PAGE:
Were Ring Customers Victimized by a Ransomware Gang?

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Joseph Cox at Motherboard reported that a ransomware gang claims to have broken into the cloud-based data compiled by Ring. Ring video doorbells and security products are commonly installed in Smart Homes that are compatible with Alexa.

There is now some debate about whether the claim by the cyber gang behind the Alphv ransomware was accurate. But this is not the first time security researchers questioned the integrity of Ring security systems.

In Why Home Automation in the Apple Ecosystem? I said:

… similar concerns exist around Amazon’s Ring Home Security Business Unit…. Zach Whittaker at TechCrunch reported in 2021 that Ring received over 1,900 legal demands for access to video from customer’s installed doorbells and security cameras….

Dave Aiello, Why Home Automation in the Apple Ecosystem?, January 25, 2023

One reason Ring gets so many subpoenas is their original security model. Prior to 2021, Ring stored all home security videos unencrypted and in the cloud. (The video is believed to have been stored on Amazon Web Services. And the video certainly was stored on AWS after Amazon.com acquired Ring in February 2018). This security video is owned by Ring’s customers.

Ring didn’t implement end-to-end encryption for home security videos until January 2021, and it was implemented as a configuration option, not by default.

Cox went on to say:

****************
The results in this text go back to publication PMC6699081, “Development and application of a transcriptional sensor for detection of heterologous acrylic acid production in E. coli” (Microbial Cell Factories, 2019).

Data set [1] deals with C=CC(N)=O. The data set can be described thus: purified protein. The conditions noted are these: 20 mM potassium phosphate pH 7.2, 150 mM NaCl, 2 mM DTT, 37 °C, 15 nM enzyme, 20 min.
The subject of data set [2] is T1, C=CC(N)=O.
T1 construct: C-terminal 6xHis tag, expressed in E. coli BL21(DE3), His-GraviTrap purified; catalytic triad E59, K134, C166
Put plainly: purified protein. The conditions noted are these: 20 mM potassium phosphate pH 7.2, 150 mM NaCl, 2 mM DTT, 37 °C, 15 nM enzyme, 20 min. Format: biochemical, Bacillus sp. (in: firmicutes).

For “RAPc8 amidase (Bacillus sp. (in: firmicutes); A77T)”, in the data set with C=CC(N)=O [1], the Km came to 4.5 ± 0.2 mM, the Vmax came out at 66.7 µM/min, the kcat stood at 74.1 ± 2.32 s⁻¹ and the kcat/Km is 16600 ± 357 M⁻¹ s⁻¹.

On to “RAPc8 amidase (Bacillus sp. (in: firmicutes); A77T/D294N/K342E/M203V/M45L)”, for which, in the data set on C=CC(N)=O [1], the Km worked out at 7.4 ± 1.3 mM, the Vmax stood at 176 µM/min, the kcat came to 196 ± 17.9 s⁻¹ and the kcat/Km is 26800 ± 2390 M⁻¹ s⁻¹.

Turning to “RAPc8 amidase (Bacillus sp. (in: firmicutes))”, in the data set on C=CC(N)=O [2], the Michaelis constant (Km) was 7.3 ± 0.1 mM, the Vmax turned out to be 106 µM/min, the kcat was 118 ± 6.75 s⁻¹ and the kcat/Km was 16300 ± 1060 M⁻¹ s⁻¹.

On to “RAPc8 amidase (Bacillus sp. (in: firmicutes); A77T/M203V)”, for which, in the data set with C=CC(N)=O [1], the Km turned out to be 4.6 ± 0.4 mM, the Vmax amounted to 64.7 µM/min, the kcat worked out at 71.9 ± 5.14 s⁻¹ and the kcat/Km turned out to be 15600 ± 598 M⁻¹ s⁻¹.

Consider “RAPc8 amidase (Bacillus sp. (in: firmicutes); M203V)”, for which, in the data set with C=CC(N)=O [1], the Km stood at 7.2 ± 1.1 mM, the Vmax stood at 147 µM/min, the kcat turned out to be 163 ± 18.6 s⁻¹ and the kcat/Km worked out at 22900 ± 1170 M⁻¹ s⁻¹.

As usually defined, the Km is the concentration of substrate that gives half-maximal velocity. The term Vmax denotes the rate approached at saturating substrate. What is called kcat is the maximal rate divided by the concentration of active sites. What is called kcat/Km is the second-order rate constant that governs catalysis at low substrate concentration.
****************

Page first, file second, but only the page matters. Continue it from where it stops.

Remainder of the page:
In 2019, hackers on a Discord channel began hacking a series of Ring cameras all over the country by reusing credentials exposed in earlier hacks. These hackers then terrorized their victims; in Tennessee, for example, a hacker broke into the camera installed in the bedroom of three young girls and spoke through the camera’s speaker to the girls and played the song “Tiptoe Through the Tulips” to the girls….

… Though Ring itself was not compromised during those incidents, the hackers did leverage weaknesses in the way Ring’s default security settings were set up. Since those hacks, Ring has changed some of its security practices to make it easier and more obvious for users to check their security settings.

Joseph Cox, Ransomware Group Claims Hack of Amazon’s Ring, March 13, 2023

Ring clearly needs to beef up security even further.

The big take away from this and other questions about Ring security is that HomeKit Secure Video (HKSV) represents a much more secure and private home security solution. If you are buying Ring because it has a big range of security products at attractive prices, think about the electronic security of your home.

What does Operation Gadget recommend instead of a Ring Video Doorbell?

HomeKit Secure Video Doorbells

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There are two main options for HomeKit Secure Video Doorbells in the United States at the moment:

  • Logitech Circle View Doorbell debuted in December 2020. It was the first HKSV video doorbell, which somewhat explains the difficulty that early customers had with getting all of the features working. I explain the history in The Circle View Doorbell’s Stunning Improvement. My family and I have it installed and running at our house. It’s rock solid and really shows off the integration of HomeKit Secure Video doorbells into the Apple Home.
  • Wemo Smart Video Doorbell is the main competing video doorbell that is fully compatible with HKSV. The Wemo Smart Video Doorbell has a slightly wider field of view than the Logitech Circle View. The other main differentiator is dual-band WiFi support. This makes it slightly more flexible than the Logitech Circle View Doorbell. But in many homes, the 5 GHz WiFi band doesn’t reliably penetrate the exterior walls. If the doorbell is mounted outside, it may be far easier to keep the Wemo Smart Video Doorbell on the 2.4 GHz WiFi band.

I think both of these video doorbells are well suited to replacing an old, wired doorbell with a ringer box inside the foyer of your home. And because they are HKSV-compatible, they are more secure than almost any product you can buy from Ring.